We met the Granados’ 13-year-old son, Christopher, when he joined Randall and Sharon picking us up from the airport. We made our best attempts in broken “Spanglish” to learn about him and his family, but quickly made a connection that would continue throughout the week. His name was lost in translation when they explained that they call him “topher”. However, members of our team heard “Delfin” (Spanish for dolphin), and that new nickname stuck for the remainder of the week. This was just the beginning of a great personal connection our team would make with the family.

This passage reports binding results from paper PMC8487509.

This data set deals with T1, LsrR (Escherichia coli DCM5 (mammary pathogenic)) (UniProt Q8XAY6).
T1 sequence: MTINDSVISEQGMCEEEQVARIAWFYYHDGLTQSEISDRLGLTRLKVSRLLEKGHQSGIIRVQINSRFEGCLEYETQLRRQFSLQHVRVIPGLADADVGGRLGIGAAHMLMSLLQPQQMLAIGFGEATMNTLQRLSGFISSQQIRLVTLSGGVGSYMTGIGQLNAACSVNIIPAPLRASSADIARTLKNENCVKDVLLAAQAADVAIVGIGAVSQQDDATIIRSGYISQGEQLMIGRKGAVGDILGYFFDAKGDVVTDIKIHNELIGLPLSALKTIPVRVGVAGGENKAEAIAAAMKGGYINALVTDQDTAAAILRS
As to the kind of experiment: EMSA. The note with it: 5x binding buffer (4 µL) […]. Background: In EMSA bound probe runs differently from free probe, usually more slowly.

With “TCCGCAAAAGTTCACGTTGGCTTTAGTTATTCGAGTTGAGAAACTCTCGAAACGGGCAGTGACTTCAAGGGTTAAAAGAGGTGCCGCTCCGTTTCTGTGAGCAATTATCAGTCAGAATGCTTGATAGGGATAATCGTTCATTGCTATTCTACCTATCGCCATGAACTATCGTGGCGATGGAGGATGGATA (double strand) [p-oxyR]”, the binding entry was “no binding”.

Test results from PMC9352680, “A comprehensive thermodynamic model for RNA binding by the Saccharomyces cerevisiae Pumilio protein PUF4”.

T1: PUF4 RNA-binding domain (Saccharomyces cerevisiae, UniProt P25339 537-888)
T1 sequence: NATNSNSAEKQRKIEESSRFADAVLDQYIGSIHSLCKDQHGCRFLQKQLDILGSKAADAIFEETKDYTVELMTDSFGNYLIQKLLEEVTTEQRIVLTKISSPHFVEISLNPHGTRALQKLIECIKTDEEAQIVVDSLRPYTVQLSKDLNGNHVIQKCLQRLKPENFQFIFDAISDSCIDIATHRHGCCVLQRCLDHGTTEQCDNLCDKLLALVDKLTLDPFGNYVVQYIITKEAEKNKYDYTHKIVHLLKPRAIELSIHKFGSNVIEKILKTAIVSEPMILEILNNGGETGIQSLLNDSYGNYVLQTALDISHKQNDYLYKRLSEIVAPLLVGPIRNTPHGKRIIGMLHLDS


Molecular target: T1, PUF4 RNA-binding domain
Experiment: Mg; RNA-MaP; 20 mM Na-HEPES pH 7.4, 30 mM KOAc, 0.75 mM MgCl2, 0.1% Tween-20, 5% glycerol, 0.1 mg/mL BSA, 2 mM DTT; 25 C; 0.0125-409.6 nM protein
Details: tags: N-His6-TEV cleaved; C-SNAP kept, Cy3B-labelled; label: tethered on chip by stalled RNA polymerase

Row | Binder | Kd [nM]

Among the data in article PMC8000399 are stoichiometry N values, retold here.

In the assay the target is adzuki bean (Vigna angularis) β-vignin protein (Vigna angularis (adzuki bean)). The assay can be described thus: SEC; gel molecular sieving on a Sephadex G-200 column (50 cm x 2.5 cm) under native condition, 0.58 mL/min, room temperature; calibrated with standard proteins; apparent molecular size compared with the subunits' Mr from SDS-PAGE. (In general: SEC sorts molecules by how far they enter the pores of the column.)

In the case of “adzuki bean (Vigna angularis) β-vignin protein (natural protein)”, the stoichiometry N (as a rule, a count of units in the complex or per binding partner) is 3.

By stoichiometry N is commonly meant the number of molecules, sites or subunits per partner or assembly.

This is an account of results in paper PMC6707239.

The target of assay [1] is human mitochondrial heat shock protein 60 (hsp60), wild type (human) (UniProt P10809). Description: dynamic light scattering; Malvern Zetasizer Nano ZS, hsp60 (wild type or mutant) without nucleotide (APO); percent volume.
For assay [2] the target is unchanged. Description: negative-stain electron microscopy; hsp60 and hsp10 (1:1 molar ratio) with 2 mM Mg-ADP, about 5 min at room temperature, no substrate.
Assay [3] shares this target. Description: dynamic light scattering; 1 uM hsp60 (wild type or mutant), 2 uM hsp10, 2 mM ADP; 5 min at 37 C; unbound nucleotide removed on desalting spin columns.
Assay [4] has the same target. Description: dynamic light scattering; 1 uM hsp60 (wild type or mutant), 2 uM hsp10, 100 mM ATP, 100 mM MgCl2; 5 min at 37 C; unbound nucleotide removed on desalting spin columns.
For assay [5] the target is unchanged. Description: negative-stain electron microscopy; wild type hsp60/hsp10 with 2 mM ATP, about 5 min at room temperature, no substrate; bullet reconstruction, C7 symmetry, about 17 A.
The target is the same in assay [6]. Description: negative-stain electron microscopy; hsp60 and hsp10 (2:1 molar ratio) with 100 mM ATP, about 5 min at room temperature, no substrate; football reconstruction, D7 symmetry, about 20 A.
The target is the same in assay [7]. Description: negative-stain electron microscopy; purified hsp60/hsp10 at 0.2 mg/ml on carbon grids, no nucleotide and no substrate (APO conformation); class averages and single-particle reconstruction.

The Grandos family recently learned that the father has late stage lung cancer. While doctor bills pile up, one of the oldest sons works to provide for the family and their humble home. The family of six lives in very close quarters in a home they have pieced together over 20 years from materials they have gathered from the neighborhood, and they take great pride in the little that they have. Delfin’s room is situated just above the bathroom with makeshift plywood flooring and walls, accessed by a wooden ladder. Not only that, but his room is smaller than a closet in most American homes. The walls and roof open to the wind and rain from above, and part of this project would be to make his living space a little more comfortable. This was incredibly eye opening for our team to see such happiness and warmth in the midst of an environment where most of us could not fathom living.